House-passed voter ID measures pitched to Senate committee

Count state Reps. Tony Dugger, R-Hartville, and Stanley Cox, R-Sedalia, among those lawmakers convinced that a photo ID should be required before Missourians can cast a ballot.

“We have a history in Missouri of prosecution of election fraud,” Cox told the state Senate’s Financial & Governmental Organizations and Elections Committee Monday afternoon, “and most of that election fraud has to do with registration fraud — which has only one possible reason.

“Why would you cheat in registration? To vote illegally — that’s got to be the answer.

“So, for us to stick our head in the sand and say people are not cheating is foolish.”

Cox said he couldn’t provide a specific example of voter fraud in Missouri, because those aren’t known unless they’re prosecuted.

Still, he said: “In every study in every state that has been made, it has been established that there are fraudulent votes counted. … Any time anybody studies it, it is discovered.”

Cox sponsored a proposed constitutional amendment that, if passed by the Legislature, would be placed on the Nov. 4 general election ballot.

“This clarifies that the voters have a right to, constitutionally, adopt a provision authorizing it,” he said.

In 2006, lawmakers passed a law requiring photo IDs for voters, but Missouri’s Supreme Court said the law violated the fundamental right to vote granted by the state Constitution.

That’s why the new proposal includes an amendment, Cox said, which the House passed five weeks ago by a 102-51 margin.

It would add a new Section 10 to the Constitution’s section on elections, in Article VIII, that a “person seeking to vote in person in public elections may be required by general law to identify himself or herself … by providing election officials with a form of identification, which may include requiring valid government-issued photo identification.”

Cox’s amendment does not change the existing language in Article VIII, Section 2, that all U.S. citizens who also are “properly registered” to vote in Missouri “are entitled to vote at all elections by the people.”

But, he told a reporter after Monday’s hearing, “I think when you read them together, a favorable vote for this authorizes reasonable photo identification legislation — which includes Rep. Dugger’s bill.”

Dugger told the committee that his bill specifies the state “will provide it free” to anyone who doesn’t have the required photo ID — so he thinks the measure also meets the existing constitutional entitlement language.

Dugger’s bill passed the House on Feb. 25, by a 104-51 vote margin. It would require photo IDs for absentee balloting as well as in-person, at-the-polls voting on election day.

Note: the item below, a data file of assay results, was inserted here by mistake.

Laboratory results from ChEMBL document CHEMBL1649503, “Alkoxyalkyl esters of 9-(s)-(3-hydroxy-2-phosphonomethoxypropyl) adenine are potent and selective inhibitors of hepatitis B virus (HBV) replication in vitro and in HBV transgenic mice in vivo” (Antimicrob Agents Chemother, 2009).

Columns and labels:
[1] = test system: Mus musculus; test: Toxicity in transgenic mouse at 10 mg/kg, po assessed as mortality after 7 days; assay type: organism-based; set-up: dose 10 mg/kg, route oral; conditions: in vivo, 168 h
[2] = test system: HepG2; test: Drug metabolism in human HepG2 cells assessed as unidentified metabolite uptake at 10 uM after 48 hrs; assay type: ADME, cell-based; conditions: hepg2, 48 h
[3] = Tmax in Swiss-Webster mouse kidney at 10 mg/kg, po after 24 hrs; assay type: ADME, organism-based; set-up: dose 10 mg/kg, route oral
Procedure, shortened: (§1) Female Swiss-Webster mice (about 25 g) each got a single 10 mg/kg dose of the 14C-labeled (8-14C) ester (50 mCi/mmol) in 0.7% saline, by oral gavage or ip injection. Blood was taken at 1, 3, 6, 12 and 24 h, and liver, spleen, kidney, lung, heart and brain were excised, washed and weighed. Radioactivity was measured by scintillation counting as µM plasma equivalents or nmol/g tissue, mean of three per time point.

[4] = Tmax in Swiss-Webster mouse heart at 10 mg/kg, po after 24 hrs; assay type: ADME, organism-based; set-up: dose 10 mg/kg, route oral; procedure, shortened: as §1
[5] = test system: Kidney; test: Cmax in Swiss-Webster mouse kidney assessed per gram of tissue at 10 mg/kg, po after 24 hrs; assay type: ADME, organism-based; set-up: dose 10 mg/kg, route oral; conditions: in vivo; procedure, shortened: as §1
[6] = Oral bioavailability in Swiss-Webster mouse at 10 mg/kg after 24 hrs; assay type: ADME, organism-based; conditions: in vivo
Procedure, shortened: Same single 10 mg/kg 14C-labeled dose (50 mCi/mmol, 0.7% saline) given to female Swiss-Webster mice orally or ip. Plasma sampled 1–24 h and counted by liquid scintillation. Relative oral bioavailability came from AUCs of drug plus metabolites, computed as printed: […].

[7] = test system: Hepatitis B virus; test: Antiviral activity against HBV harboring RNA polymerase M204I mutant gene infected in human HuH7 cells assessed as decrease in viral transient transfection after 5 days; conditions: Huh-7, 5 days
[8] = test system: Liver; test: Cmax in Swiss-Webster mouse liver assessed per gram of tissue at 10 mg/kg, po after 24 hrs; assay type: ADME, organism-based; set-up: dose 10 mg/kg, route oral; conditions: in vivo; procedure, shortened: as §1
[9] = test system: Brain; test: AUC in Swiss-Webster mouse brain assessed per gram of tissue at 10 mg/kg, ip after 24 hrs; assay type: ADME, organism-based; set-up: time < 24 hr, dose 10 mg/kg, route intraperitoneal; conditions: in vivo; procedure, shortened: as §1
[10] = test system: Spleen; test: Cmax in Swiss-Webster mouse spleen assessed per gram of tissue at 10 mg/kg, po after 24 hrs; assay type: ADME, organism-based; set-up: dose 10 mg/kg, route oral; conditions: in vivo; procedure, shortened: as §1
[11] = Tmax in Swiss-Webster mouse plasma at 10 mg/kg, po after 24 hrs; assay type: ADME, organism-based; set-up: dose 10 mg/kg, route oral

Denise Lieberman, a St. Louis attorney with the Advancement Project, which she described as a “national voting rights organization,” told the News Tribune the proposed amendment doesn’t square with the existing language — and faces a likely legal challenge.

She told the committee that, without the amendment, Dugger’s bill is unconstitutional.

“We don’t amend our Constitution to take rights away,” she said.

Cox argued the amendment and the bill are needed to deal with fraud.

“Ultimately, if you stop people from voting on election day, all of the fraud they might have committed before they got there doesn’t count, because they don’t get to cast a vote,” he told the committee. “So, it brings integrity to the election — and there are clear, documented cases of all sorts of fraud in our own state.”

Cox insisted he’s not trying to disenfranchise eligible voters but, “As long as people are not eligible to vote, I don’t want them to vote. …

“People who are not eligible, and not legally able to vote today, are voting.”

No one testified in favor of either bill.

But John Scott, lobbyist for Secretary of State Jason Kander, told the committee: “The office is going to oppose any legislation that, potentially, disenfranchises voters. …

“We’re talking about weakening our state’s Constitution after the (Missouri) Supreme Court has spoken on this issue.”

He called the proposals “the most-far reaching, the most restrictive photo ID legislation in the country.”

Sen. David Sater, R-Cassville, told Scott many people he visits in his Southwest Missouri district say they don’t vote because they feel their votes don’t count.

“I would think a bill like this would enfranchise people,” Sater said. “They would know their vote does count.”

Adolphus Prewitt, St. Louis, first vice president of the NAACP’s Missouri State Conference, argued that the law would suppress votes of now-eligible voters.

“At the end of the day, whether it’s the intention to suppress minority voters and women voters, or it’s unintentional, the consequences are the same,” he said, “and I just don’t think we should toy with the Constitution at this time.”


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